Loving Tech and Leaving Tech


The Common Sense Census: Plugged-in Parents of Tween and Teens by Lauricella, A. R., Cingel, D. P., Beaudoin-Ryan, L., Robb, M. B., Saphir, M., & Wartella, E. A
December 1, 2016

Common Sense Media’s recent survey of nearly 1800 parents found that most (94%) parents highly value educational technology while simultaneously wishing to limit their children’s consumption of it. Two-thirds think that their child’s safe use of media is more important than maintaining their privacy. Fifty percent think that technology use negatively impacts children’s physical activity and 34% worried that it negatively affects sleep. More than half of parents are even concerned that their children may become addicted to using technology. However, parents themselves do not seem to serve as role models for limit setting. Parents consume an average of 9+ hours of screen media each day, including about 1 ½ hours for work. Paradoxically, 78% of parents think that they are good technology role models. The survey data are worth perusing as they offer fascinating results that vary by type of media consumed as well as by parent’s racial, socioeconomic, and educational backgrounds. Hispanic parents, for instance, tend be more concerned about and more involved in the types of media their children consume. In sum, the survey paints a fuller picture of technology use in students’ lives which may inform how we use technology in school.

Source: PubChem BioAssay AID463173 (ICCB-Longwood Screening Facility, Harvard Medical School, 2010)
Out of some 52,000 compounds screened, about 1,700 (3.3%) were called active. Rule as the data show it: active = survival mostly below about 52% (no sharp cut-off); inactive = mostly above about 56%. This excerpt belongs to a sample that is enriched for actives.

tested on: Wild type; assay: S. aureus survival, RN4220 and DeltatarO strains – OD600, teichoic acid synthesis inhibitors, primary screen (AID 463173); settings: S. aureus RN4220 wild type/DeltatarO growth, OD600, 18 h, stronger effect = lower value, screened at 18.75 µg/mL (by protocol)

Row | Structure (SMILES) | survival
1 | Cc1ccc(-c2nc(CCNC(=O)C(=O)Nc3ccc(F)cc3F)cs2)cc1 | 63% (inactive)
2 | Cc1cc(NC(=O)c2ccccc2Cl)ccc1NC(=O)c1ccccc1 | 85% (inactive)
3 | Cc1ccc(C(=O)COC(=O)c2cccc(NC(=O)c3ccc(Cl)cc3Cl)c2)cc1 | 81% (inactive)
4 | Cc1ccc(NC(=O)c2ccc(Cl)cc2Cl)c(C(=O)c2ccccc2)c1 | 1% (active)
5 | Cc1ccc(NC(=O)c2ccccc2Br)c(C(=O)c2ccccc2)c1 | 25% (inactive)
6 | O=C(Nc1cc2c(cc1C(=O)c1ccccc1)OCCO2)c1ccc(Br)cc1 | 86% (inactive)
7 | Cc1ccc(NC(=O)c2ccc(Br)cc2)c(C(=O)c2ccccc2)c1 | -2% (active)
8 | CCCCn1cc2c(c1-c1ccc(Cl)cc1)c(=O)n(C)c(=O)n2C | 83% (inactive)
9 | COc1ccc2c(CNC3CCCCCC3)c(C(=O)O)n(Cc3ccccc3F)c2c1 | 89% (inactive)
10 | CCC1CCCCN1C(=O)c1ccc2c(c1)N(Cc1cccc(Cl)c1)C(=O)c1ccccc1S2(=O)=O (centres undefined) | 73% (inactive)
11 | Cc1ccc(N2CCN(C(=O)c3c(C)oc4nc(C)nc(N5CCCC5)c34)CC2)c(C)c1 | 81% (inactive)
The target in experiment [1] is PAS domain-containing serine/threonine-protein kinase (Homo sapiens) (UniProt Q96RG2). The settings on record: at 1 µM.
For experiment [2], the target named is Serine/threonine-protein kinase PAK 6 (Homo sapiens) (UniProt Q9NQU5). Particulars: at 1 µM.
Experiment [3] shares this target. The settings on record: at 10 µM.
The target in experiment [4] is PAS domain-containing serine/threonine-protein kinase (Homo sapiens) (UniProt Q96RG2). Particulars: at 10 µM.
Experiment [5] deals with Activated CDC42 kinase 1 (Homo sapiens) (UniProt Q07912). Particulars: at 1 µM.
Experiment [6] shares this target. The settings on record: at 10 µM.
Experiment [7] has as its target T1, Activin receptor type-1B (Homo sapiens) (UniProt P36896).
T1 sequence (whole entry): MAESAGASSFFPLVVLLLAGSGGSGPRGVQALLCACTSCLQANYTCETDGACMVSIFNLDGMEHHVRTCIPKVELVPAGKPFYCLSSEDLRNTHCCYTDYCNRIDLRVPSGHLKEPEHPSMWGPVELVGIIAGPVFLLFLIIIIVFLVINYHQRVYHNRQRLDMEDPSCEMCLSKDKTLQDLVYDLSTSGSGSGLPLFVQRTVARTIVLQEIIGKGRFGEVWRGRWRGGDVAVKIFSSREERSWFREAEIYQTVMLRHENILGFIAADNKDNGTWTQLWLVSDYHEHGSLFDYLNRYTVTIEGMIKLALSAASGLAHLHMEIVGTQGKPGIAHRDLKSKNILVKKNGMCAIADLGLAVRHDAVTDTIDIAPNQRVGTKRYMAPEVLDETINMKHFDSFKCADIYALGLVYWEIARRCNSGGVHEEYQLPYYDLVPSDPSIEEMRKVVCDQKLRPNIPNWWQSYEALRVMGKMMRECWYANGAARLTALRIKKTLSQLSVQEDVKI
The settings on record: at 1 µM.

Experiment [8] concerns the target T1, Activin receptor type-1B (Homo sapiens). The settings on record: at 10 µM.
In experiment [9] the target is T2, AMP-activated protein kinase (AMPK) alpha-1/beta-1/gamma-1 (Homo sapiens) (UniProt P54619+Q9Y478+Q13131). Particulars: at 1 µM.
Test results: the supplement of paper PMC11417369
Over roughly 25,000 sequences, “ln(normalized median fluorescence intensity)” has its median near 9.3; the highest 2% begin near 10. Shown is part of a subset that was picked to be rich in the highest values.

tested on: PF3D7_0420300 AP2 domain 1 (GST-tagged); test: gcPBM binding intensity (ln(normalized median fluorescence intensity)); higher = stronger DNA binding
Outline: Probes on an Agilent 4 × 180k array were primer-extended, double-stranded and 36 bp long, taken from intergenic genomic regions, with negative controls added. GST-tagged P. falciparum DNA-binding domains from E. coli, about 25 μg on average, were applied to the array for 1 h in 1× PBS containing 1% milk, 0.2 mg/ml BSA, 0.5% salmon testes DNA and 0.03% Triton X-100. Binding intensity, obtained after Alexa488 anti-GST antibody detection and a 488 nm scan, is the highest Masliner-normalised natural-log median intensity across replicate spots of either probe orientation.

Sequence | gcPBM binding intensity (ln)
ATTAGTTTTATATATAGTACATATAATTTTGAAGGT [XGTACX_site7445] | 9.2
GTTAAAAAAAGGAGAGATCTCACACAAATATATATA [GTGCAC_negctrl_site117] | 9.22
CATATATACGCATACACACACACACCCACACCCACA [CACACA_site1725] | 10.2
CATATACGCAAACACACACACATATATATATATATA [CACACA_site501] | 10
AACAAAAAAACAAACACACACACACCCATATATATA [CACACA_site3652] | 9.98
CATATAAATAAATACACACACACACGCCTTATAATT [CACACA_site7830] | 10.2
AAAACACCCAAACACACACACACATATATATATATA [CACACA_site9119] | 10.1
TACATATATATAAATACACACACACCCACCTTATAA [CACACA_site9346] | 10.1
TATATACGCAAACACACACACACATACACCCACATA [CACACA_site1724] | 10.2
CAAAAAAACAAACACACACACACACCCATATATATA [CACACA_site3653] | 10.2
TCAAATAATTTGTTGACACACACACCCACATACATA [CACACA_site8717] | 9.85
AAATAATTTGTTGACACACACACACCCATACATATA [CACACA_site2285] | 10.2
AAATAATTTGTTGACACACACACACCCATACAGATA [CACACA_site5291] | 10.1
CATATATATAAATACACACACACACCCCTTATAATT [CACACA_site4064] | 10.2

Submitted By: Laurie Piette, Rodeph Sholom School, New York, NY

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  1. Dobutful | Feb 27, 2017
    I am hesitant to really trust much of what comes out of Common Sense Media in regards to their surveys. Especially in regards to claims of diversity and their understanding of it. They have what seems to be an all white leadership team. As we all know too well leadership defines the cultural competency of any non profit. Hiring staff to represent culture is a good step but it really is only a bare beginning. When they make claims of Hispanic or African American perspectives where are they getting their data.  As we all know, quite well, surveys can be full of errors due to low response rates of a group the cultural understanding of the language used etc. Without information about how and where they gather their data the numbers per group and the refresh rate this is useless.

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